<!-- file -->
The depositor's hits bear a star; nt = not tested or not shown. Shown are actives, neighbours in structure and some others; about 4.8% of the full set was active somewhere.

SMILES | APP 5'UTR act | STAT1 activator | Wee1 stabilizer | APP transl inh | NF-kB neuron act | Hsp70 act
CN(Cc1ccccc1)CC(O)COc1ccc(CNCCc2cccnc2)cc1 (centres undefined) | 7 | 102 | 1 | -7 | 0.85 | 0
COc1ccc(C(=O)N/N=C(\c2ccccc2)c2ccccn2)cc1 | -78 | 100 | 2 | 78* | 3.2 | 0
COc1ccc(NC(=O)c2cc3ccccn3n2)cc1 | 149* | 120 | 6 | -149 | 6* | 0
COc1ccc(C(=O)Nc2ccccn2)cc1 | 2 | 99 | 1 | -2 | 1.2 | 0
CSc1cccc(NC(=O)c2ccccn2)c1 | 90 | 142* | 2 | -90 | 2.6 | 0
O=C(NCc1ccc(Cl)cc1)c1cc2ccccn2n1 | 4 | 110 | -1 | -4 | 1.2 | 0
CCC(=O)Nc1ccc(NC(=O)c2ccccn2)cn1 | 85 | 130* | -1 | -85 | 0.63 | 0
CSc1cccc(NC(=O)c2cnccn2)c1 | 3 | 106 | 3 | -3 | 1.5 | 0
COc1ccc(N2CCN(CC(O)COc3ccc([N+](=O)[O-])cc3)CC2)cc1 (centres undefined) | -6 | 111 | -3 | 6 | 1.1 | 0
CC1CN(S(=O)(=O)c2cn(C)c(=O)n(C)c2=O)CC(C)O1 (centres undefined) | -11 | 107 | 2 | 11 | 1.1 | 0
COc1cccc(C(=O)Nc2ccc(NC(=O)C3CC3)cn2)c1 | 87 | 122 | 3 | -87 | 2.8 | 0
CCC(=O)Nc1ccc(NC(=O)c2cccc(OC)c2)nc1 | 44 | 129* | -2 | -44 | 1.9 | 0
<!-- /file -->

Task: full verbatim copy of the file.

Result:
The depositor's hits bear a star; nt = not tested or not shown. Shown are actives, neighbours in structure and some others; about 4.8% of the full set was active somewhere.

SMILES | APP 5'UTR act | STAT1 activator | Wee1 stabilizer | APP transl inh | NF-kB neuron act | Hsp70 act
CN(Cc1ccccc1)CC(O)COc1ccc(CNCCc2cccnc2)cc1 (centres undefined) | 7 | 102 | 1 | -7 | 0.85 | 0
COc1ccc(C(=O)N/N=C(\c2ccccc2)c2ccccn2)cc1 | -78 | 100 | 2 | 78* | 3.2 | 0
COc1ccc(NC(=O)c2cc3ccccn3n2)cc1 | 149* | 120 | 6 | -149 | 6* | 0
COc1ccc(C(=O)Nc2ccccn2)cc1 | 2 | 99 | 1 | -2 | 1.2 | 0
CSc1cccc(NC(=O)c2ccccn2)c1 | 90 | 142* | 2 | -90 | 2.6 | 0
O=C(NCc1ccc(Cl)cc1)c1cc2ccccn2n1 | 4 | 110 | -1 | -4 | 1.2 | 0
CCC(=O)Nc1ccc(NC(=O)c2ccccn2)cn1 | 85 | 130* | -1 | -85 | 0.63 | 0
CSc1cccc(NC(=O)c2cnccn2)c1 | 3 | 106 | 3 | -3 | 1.5 | 0
COc1ccc(N2CCN(CC(O)COc3ccc([N+](=O)[O-])cc3)CC2)cc1 (centres undefined) | -6 | 111 | -3 | 6 | 1.1 | 0
CC1CN(S(=O)(=O)c2cn(C)c(=O)n(C)c2=O)CC(C)O1 (centres undefined) | -11 | 107 | 2 | 11 | 1.1 | 0
COc1cccc(C(=O)Nc2ccc(NC(=O)C3CC3)cn2)c1 | 87 | 122 | 3 | -87 | 2.8 | 0
CCC(=O)Nc1ccc(NC(=O)c2cccc(OC)c2)nc1 | 44 | 129* | -2 | -44 | 1.9 | 0